• At first I wasn’t allowed to stay by my scholarship agreement, but even later I perceived I wasn’t welcome. There is a lot of resentment between US ‘natives’ and immigrants, especially in tech, where we are seen as taking jobs away from natives. The legal hurdles I face as a Honduran are also greater than those Mexicans or Canadians have, because of NAFTA. If I were to immigrate to the US, I would like to live in a liberal city (NY/SF/Seattle, etc), where race or nationality isn’t as big an issue.

          • Hi, Aaron! Long time no chat. I hope things are going well for you.

            Disqus has been sending me snippets of this conversation because I follow you. I’m really sorry that you didn’t feel welcome in the US. Racism is alive and well in the US, though most people deny it. Even many of those who don’t think they are racists act that way in subtle ways. I saw that with the way El Jefe was treated and didn’t like it. That’s one of the reasons I wanted to move to Honduras. I’m being told it’s worse now after years of poor economy and the latest exodus from Central America.

            Of course, now I’m the one suffering some of that. It’s frustrating being treated like I am stupid because I don’t speak the language well enough or being told that I don’t “know” Honduras when I know that I know more about current events, the government, and the laws and constitution than 90% of the people who treat me that way. For example, I’ve seen tweets about something the constitution supposedly says from one presidential candidate and another who seems to be gearing up for the next election that I KNOW to be false! Seems like if you want to president, you ought to at least read the damn constitution before you tweet about it, doesn’t it?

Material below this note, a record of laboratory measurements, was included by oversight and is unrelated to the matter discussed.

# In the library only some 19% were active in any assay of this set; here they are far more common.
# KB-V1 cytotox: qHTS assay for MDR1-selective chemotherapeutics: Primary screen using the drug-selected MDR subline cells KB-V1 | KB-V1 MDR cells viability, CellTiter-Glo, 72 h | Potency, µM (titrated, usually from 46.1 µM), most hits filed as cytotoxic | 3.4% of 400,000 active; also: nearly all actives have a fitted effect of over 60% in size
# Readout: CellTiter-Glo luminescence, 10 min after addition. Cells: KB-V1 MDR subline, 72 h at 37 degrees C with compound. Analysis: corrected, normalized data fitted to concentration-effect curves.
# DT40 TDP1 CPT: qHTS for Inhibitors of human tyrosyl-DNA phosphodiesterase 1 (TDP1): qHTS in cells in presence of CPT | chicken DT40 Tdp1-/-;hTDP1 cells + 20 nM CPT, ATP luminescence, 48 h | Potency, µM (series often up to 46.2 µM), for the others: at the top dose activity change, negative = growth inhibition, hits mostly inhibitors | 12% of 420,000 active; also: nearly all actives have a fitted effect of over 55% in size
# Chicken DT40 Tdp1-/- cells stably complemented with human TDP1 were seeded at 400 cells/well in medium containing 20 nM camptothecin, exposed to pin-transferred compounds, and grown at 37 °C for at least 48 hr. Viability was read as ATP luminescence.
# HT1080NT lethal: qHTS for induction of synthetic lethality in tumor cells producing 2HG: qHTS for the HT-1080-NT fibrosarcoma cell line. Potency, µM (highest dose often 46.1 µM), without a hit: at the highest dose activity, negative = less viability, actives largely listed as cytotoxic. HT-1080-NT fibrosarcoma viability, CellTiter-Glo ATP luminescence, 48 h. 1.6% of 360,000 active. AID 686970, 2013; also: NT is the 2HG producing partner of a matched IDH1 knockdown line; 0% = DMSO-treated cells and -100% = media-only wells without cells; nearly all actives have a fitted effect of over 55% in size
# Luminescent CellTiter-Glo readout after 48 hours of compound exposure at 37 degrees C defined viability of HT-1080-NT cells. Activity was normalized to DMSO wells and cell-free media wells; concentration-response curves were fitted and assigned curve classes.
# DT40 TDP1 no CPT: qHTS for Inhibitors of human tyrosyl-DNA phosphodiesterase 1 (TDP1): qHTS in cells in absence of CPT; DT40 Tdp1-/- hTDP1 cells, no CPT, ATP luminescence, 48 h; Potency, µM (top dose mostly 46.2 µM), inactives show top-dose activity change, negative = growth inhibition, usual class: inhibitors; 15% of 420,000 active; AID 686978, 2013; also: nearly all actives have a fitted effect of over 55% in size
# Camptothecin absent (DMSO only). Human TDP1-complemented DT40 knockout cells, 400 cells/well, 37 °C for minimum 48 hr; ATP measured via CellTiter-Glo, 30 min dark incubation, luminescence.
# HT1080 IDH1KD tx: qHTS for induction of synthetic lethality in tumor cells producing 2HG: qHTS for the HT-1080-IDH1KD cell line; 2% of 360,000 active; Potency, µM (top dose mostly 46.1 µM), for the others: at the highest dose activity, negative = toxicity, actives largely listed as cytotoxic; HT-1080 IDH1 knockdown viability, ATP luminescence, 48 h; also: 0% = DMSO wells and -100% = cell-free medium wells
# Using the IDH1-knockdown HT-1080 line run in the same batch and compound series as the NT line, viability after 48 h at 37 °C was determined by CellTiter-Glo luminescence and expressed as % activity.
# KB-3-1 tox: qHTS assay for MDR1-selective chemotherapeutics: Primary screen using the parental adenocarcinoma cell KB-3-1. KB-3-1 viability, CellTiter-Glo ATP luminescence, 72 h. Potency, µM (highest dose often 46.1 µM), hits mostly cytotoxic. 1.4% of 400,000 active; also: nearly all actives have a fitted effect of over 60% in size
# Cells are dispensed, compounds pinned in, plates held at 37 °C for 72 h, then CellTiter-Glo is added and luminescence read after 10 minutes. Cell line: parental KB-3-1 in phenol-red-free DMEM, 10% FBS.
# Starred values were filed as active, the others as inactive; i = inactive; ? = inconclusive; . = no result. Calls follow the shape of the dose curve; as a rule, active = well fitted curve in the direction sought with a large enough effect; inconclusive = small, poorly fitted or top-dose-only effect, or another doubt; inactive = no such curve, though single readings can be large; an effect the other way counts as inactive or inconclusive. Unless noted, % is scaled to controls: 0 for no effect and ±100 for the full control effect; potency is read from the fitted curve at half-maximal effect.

Oh, well. It’s not something that I worry about, but just wanted to say that it seems that immigrants can be treated poorly in any country. Not making excuses for the US at all. I’ve been extremely disappointed in the US for many years and have gotten a MUCH different impression of the things the US does after living abroad for 14 years.

            It goes without saying that your English is better than most native-born US Americans.

          • Thanks Gringa,

            I can’t imagine how frustrating that must be. Honduras is a difficult place to live for everyone.

            I’m getting used to being an immigrant, and the price that we have to pay. It’s been 6 years in Mexico now and I haven’t made a lot of legal headway because of my sometimes poor attempts at navigating bureaucracy.

            But the benefits are worth the price I think. I am happier here than at home. I know that if I went further north I would eventually feel at home too after a few years.

    • Would you by any chance be Juan Cole? But, even if you’re not, thanks for visiting my blog!

Twitter Facebook Tumblr Flickr
Better Tag Cloud